The one thing the shops weren’t short of this year was Easter eggs. We have no fruit or veg in our house (a badly timed trip to Asda) but we do have plenty of Easter eggs. In fact, I’m pretty sure right now that I’m dehydrated from eating too much chocolate yesterday, I have a post Easter egg hangover!
In the Christian tradition, Easter eggs are meant to remind us of the tomb of Jesus, which when you think about it, is a bit of weird thing to craft chocolate into and then feast upon. I suppose, we’re particularly meant to be remembering the stone being rolled away and the tomb being found empty, so more symbols of the resurrection rather than of death, but still a little strange!
Easter eggs remind me of a little less known Easter story that’s hidden with the main narrative; one that always strikes me as particularly beautiful, the story of a secret disciple called Joseph of Arimathea.
Joseph was a wealthy, influential man whose position in society meant that he had to keep quiet about being a Jesus follower, but after Jesus’ death Joseph comes out of the shadows and does something significant. Joseph donates his own, empty tomb (clearly funeral planning isn’t a new thing), he goes to the cross and with the help of another disciple, he gathers Jesus’ limp body into his arms, takes Jesus to his empty tomb and lays the body of his Lord to rest.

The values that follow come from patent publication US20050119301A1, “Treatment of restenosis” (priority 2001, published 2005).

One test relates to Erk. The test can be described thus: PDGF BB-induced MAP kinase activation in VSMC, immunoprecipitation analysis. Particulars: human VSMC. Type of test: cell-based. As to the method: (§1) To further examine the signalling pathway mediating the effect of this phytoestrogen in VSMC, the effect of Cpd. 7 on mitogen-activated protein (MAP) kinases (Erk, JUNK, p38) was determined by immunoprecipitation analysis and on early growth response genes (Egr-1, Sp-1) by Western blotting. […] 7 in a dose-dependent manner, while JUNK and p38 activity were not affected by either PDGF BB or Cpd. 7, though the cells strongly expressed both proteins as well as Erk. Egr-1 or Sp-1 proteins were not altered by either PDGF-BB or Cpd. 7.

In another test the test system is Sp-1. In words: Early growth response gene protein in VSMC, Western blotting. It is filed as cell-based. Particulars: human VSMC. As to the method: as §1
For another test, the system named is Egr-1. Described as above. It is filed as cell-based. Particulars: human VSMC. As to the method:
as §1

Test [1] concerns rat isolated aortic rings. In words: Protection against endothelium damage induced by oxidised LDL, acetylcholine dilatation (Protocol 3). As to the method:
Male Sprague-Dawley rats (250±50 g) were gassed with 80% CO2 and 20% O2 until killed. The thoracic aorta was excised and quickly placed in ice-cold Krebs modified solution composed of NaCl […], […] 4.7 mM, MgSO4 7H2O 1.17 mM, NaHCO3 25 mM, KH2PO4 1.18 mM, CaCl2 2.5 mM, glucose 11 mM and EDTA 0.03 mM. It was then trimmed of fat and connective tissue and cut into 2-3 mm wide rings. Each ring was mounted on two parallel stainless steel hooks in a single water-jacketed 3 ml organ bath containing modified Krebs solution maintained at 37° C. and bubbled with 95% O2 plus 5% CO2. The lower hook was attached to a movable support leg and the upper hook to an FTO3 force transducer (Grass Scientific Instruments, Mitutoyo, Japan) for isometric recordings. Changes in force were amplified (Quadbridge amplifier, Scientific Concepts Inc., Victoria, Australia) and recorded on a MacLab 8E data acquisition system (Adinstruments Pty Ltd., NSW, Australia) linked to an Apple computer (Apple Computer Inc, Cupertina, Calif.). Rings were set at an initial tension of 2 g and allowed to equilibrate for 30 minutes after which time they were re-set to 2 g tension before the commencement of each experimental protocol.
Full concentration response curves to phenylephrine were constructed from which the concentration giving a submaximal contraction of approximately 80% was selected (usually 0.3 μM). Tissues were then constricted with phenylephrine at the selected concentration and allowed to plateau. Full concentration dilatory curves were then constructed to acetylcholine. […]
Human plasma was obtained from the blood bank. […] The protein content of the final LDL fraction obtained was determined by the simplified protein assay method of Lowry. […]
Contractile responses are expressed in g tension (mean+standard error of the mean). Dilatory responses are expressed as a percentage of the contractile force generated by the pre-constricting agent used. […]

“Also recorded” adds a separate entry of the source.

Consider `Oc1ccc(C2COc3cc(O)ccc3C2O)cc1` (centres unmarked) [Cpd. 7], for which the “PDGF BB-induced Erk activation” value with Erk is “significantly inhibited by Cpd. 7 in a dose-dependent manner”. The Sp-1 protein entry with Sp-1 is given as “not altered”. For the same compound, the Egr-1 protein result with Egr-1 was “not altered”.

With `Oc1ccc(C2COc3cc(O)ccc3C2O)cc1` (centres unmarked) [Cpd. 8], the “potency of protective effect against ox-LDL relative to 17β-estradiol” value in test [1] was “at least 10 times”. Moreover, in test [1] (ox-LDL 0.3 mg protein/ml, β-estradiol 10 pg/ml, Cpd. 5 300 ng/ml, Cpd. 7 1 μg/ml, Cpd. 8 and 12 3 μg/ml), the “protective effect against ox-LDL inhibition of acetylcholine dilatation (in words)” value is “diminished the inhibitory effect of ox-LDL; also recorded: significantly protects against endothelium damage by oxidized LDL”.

It’s an act of loving kindness, done with courage, with cost (wealth and social standing) and done when no appreciation can be shown in return. Joseph presumably doesn’t know how the story is going to end; I would imagine resurrection was a plot twist he hadn’t guessed and yet he does these acts of kindness anyway, out of love.
So all around Britain we currently have hundreds of thousands of little chocolate tombs based on the one gifted to Jesus by Joseph of Arimathea. As I eat my Easter egg (Cadbury’s crunchy) I’m challenged to consider how I might choose to act in difficult times. Sometimes it’s tempting to give in to fear, to hide from the ugliness of life or to retract from doing good, but the secret disciple of Jesus inspires me to try to rise up out of any darkness and to shine some light. If there’s one thing Easter shows us, it’s that darkness cannot extinguish light; in the end, it’s love that has the real power for lasting change.
‘The Light Shines in the Darkness
And the darkness has not overcome it’
The reflections here are written by members of our congregation.